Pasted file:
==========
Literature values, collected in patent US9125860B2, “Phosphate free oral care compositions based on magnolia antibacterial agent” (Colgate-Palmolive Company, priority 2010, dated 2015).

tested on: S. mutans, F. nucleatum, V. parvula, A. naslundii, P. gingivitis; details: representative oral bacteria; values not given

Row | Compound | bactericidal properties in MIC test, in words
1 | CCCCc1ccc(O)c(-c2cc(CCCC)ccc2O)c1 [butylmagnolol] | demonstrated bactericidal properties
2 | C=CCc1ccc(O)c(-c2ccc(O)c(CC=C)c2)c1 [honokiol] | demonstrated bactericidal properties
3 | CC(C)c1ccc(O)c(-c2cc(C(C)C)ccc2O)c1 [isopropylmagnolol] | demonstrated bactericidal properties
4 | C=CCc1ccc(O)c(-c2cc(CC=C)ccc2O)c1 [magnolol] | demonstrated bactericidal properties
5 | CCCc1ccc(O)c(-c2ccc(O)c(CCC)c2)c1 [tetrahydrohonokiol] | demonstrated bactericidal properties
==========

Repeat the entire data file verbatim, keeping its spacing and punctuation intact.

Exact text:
Literature values, collected in patent US9125860B2, “Phosphate free oral care compositions based on magnolia antibacterial agent” (Colgate-Palmolive Company, priority 2010, dated 2015).

tested on: S. mutans, F. nucleatum, V. parvula, A. naslundii, P. gingivitis; details: representative oral bacteria; values not given

Row | Compound | bactericidal properties in MIC test, in words
1 | CCCCc1ccc(O)c(-c2cc(CCCC)ccc2O)c1 [butylmagnolol] | demonstrated bactericidal properties
2 | C=CCc1ccc(O)c(-c2ccc(O)c(CC=C)c2)c1 [honokiol] | demonstrated bactericidal properties
3 | CC(C)c1ccc(O)c(-c2cc(C(C)C)ccc2O)c1 [isopropylmagnolol] | demonstrated bactericidal properties
4 | C=CCc1ccc(O)c(-c2cc(CC=C)ccc2O)c1 [magnolol] | demonstrated bactericidal properties
5 | CCCc1ccc(O)c(-c2ccc(O)c(CCC)c2)c1 [tetrahydrohonokiol] | demonstrated bactericidal properties